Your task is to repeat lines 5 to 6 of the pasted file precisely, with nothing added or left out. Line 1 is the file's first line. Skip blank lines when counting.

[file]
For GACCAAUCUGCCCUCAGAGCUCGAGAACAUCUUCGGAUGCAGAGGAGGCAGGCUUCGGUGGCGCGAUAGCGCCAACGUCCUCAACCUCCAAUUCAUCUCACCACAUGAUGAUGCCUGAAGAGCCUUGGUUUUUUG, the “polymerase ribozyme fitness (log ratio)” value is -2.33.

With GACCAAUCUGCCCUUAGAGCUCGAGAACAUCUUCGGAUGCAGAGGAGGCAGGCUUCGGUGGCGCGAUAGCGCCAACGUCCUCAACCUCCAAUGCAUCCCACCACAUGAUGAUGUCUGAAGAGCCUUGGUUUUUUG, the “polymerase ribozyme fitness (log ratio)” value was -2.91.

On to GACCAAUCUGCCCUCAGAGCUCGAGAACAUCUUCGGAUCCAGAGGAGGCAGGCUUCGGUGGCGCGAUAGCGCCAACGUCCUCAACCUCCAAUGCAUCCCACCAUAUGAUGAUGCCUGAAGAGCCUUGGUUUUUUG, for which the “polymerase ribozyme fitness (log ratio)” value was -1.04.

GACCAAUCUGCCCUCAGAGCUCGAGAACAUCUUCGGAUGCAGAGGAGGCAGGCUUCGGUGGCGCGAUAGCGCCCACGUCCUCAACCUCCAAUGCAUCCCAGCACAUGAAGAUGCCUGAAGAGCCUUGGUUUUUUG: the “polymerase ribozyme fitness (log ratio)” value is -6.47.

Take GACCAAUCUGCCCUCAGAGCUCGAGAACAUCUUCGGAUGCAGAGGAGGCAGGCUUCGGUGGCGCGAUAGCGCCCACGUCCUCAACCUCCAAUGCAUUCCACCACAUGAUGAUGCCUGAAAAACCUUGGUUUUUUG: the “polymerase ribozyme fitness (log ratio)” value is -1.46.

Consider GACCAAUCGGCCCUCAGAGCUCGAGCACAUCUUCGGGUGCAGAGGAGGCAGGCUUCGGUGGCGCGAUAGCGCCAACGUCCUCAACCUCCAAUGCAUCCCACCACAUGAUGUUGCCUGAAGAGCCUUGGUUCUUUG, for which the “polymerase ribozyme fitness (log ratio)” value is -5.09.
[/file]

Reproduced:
Take GACCAAUCUGCCCUCAGAGCUCGAGAACAUCUUCGGAUGCAGAGGAGGCAGGCUUCGGUGGCGCGAUAGCGCCCACGUCCUCAACCUCCAAUGCAUUCCACCACAUGAUGAUGCCUGAAAAACCUUGGUUUUUUG: the “polymerase ribozyme fitness (log ratio)” value is -1.46.

Consider GACCAAUCGGCCCUCAGAGCUCGAGCACAUCUUCGGGUGCAGAGGAGGCAGGCUUCGGUGGCGCGAUAGCGCCAACGUCCUCAACCUCCAAUGCAUCCCACCACAUGAUGUUGCCUGAAGAGCCUUGGUUCUUUG, for which the “polymerase ribozyme fitness (log ratio)” value is -5.09.